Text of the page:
Almost everyone has to deal with back pain at one point or another. Affecting 80 percent of Americans, it is one of the most common ailments in the US. With back pain being so prevalent, there are obviously some shared, common habits we have in our lifestyles that contribute to all of that pain. We will look at a few common habits that people have that continue to provoke back pain.
It is often said that you are what you eat. The food you consume is used by your body to construct, breakdown and heal tissues so if you are not giving your body the nutrients it needs, it cannot do its job. Diets consisting of processed foods and high fat/high sugar content items can spike inflammation in the body, causing back pain. Eating cleaner foods such as lean meat proteins or beans, vegetables and good whole grains can help with inflammation and back pain.
Also, hydration is absolutely critical for your body to operate properly; making sure you are drinking enough water can help with back pain.
We are on our feet a lot; improper footwear and/or issues with the feet can cause all sorts of issues in the back. Two of the major perpetrators are high heels and flip flops. They both change the way you walk, which changes the pressures on your back and can lead to spinal issues and back pain. A study from 2010 shows that most doctors believe high heels cause an increased lordosis, or inward curve, of the lower back. The angle of the foot that is created when wearing high heels changes the physics of how you walk and can cause issues extending beyond the feet and legs. Flip flops also change how you walk by shortening your stride, which puts additional strain on the feet, hips and lower back muscles. They can cause changes to the angle of the pelvis and increase the torsion on the back, leading to more lower back pain.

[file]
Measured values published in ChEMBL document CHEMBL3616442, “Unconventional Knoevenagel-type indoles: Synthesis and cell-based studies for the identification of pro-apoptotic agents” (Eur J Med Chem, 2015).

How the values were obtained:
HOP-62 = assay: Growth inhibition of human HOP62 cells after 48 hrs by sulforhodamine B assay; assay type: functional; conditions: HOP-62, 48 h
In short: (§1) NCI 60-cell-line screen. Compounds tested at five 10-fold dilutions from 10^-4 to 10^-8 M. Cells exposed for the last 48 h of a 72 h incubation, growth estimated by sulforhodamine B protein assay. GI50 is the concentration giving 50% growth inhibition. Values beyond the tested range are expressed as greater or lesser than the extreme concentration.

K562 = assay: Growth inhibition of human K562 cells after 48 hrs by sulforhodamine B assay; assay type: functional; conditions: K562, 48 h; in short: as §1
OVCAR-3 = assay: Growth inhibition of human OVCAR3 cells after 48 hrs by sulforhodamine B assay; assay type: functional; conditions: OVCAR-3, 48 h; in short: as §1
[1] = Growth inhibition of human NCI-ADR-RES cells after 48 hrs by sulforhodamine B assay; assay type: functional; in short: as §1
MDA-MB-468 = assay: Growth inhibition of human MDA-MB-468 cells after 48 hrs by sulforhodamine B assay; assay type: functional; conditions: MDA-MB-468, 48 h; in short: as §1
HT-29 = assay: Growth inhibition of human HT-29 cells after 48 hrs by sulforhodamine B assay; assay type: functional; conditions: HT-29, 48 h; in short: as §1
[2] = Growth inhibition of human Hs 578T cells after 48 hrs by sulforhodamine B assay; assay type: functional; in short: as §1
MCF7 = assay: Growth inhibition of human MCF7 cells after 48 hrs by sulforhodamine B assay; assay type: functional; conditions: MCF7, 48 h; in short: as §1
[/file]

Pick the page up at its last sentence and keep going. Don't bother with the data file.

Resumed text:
I think it is well established by now that smoking is not good for your body. However, most information looks at the negative effects on the lungs or heart and doesn’t talk about your spine. In 2001, a study found that smoking decreases blood supply to the discs in the back. A decreased blood supply will lead to premature aging of the discs that act as padding in your spine and deterioration will cause back pain.
We spend between 1/4 and 1/3 of our lives in bed; it is not surprising that the mattress you choose can have serious effects on your spinal health. When you sleep on a mattress that is too soft or firm, it may feel great at first but it causes the weight and pressure on your back to be uneven, creating pressure points that can lead to misalignment and pain. Properly firm mattresses allow the spine and surrounding musculature to rest and heal overnight. Studies have shown the medium-firm mattresses are twice as likely as firm mattresses to improve back pain in people suffering from chronic lower back pain.
Electronic devices are changing the way we do things in all aspects of our lives. We have a few posts about your devices and the ways that you use that them can negatively affect your body. The major issues caused by our devices stem from the repetitive use and body positions involved with their use. Proper posture and positioning along with taking breaks can help prevent many of the typical injuries and aches that accompany a device filled world.
All of the chores around the house can really add up both mentally and physically. Most household tasks like washing dishes, cleaning, laundry, yard work, etc… involve a lot of bending at the waist that creates more stress on the back and neck. Try to bend at the knees when doing these tasks and take regular breaks when you are doing something for a long time in the same position. Yet again, a little bit of attention to your posture and ergonomics along with breaks can really help you avoid back pain down the line.